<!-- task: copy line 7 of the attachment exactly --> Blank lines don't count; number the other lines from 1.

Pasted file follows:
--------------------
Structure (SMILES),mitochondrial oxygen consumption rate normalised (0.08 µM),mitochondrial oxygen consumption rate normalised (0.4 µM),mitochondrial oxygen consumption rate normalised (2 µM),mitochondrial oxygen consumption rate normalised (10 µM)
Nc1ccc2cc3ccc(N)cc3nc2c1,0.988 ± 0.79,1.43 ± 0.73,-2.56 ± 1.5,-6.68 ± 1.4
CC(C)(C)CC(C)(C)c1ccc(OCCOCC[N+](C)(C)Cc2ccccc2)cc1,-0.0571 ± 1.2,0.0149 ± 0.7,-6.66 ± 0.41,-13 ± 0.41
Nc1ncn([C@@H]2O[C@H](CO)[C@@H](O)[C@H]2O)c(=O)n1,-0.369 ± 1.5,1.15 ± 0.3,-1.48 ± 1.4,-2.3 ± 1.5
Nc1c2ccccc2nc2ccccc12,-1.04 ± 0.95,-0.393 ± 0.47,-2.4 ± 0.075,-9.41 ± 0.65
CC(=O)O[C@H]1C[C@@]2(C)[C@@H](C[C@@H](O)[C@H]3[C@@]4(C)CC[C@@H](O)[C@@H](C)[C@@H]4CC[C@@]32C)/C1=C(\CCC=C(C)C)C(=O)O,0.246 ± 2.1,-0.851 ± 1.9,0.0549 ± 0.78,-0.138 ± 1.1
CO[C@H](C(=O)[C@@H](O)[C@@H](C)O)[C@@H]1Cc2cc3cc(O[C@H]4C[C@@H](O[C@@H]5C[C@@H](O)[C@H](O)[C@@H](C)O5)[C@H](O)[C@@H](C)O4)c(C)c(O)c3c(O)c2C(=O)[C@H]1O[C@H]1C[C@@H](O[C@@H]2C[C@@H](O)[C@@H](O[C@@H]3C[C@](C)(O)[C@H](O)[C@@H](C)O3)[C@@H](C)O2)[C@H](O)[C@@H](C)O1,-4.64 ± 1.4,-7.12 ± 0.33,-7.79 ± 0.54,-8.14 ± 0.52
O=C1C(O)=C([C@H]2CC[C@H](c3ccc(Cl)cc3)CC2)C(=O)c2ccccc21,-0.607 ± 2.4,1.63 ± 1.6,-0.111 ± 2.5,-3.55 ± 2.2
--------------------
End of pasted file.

CO[C@H](C(=O)[C@@H](O)[C@@H](C)O)[C@@H]1Cc2cc3cc(O[C@H]4C[C@@H](O[C@@H]5C[C@@H](O)[C@H](O)[C@@H](C)O5)[C@H](O)[C@@H](C)O4)c(C)c(O)c3c(O)c2C(=O)[C@H]1O[C@H]1C[C@@H](O[C@@H]2C[C@@H](O)[C@@H](O[C@@H]3C[C@](C)(O)[C@H](O)[C@@H](C)O3)[C@@H](C)O2)[C@H](O)[C@@H](C)O1,-4.64 ± 1.4,-7.12 ± 0.33,-7.79 ± 0.54,-8.14 ± 0.52